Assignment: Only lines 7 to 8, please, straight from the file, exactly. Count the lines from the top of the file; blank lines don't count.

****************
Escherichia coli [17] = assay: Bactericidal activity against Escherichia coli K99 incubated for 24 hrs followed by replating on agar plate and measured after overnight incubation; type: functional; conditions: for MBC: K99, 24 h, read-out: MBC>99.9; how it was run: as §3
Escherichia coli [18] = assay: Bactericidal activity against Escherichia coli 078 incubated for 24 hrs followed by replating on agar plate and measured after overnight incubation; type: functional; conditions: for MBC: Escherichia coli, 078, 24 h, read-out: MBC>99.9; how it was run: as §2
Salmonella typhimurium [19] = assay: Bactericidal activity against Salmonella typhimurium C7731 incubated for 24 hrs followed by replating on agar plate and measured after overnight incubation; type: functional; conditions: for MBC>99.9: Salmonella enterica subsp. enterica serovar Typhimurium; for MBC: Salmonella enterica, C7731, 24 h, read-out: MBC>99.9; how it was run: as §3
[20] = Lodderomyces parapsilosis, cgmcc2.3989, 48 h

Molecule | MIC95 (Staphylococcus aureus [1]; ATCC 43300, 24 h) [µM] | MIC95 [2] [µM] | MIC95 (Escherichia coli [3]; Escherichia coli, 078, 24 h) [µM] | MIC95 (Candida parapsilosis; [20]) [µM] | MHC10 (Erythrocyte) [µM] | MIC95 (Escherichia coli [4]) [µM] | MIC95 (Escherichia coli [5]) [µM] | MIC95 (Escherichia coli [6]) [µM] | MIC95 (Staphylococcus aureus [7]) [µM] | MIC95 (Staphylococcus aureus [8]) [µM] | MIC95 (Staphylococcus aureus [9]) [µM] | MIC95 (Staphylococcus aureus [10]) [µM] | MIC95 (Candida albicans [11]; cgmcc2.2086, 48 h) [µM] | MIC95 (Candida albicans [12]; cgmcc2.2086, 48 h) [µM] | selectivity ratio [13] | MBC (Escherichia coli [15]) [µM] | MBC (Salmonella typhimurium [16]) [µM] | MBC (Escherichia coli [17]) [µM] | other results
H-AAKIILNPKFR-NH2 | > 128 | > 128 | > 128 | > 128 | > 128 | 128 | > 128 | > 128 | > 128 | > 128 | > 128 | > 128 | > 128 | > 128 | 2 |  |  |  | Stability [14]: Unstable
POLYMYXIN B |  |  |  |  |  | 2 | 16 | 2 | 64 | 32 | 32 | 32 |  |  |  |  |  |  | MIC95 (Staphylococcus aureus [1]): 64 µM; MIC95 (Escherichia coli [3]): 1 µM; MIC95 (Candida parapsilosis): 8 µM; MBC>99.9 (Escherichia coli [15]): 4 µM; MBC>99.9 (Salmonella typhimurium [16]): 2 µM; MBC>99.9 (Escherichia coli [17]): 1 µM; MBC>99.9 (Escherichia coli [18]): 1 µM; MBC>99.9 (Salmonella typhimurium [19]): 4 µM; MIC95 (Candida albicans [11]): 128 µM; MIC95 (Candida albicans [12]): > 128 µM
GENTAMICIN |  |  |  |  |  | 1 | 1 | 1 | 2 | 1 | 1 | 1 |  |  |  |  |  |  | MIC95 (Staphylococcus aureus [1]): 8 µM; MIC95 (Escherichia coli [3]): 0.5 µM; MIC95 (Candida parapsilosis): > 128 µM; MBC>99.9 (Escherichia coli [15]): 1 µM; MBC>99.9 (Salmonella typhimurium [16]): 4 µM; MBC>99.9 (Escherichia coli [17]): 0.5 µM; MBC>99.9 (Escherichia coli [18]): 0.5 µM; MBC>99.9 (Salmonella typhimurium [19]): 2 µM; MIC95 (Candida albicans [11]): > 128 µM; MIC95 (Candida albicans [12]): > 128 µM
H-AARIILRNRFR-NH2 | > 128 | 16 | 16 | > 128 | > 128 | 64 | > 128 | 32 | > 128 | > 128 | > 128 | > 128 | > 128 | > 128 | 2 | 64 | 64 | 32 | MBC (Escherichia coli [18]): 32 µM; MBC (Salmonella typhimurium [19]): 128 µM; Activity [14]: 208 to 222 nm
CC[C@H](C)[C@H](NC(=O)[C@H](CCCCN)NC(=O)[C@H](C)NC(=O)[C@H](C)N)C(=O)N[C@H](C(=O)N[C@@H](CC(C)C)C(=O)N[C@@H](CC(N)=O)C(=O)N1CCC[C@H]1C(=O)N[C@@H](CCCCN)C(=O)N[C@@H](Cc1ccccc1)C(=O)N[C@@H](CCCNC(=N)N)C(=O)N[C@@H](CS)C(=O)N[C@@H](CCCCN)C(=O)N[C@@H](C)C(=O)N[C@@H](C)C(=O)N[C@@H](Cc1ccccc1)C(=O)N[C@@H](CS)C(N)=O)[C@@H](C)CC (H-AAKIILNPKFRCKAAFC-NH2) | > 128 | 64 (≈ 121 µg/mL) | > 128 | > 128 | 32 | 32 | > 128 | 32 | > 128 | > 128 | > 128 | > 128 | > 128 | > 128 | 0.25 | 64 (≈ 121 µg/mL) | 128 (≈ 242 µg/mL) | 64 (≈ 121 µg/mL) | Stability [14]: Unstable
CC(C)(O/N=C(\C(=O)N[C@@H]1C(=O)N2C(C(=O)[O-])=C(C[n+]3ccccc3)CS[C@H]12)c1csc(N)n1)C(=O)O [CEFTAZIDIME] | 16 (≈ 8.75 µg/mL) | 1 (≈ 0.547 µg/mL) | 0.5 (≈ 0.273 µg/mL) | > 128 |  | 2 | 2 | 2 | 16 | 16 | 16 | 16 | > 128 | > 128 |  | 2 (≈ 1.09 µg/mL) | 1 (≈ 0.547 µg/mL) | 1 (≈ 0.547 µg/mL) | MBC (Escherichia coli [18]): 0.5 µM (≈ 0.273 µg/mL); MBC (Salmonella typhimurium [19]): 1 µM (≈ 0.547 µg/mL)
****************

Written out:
POLYMYXIN B |  |  |  |  |  | 2 | 16 | 2 | 64 | 32 | 32 | 32 |  |  |  |  |  |  | MIC95 (Staphylococcus aureus [1]): 64 µM; MIC95 (Escherichia coli [3]): 1 µM; MIC95 (Candida parapsilosis): 8 µM; MBC>99.9 (Escherichia coli [15]): 4 µM; MBC>99.9 (Salmonella typhimurium [16]): 2 µM; MBC>99.9 (Escherichia coli [17]): 1 µM; MBC>99.9 (Escherichia coli [18]): 1 µM; MBC>99.9 (Salmonella typhimurium [19]): 4 µM; MIC95 (Candida albicans [11]): 128 µM; MIC95 (Candida albicans [12]): > 128 µM
GENTAMICIN |  |  |  |  |  | 1 | 1 | 1 | 2 | 1 | 1 | 1 |  |  |  |  |  |  | MIC95 (Staphylococcus aureus [1]): 8 µM; MIC95 (Escherichia coli [3]): 0.5 µM; MIC95 (Candida parapsilosis): > 128 µM; MBC>99.9 (Escherichia coli [15]): 1 µM; MBC>99.9 (Salmonella typhimurium [16]): 4 µM; MBC>99.9 (Escherichia coli [17]): 0.5 µM; MBC>99.9 (Escherichia coli [18]): 0.5 µM; MBC>99.9 (Salmonella typhimurium [19]): 2 µM; MIC95 (Candida albicans [11]): > 128 µM; MIC95 (Candida albicans [12]): > 128 µM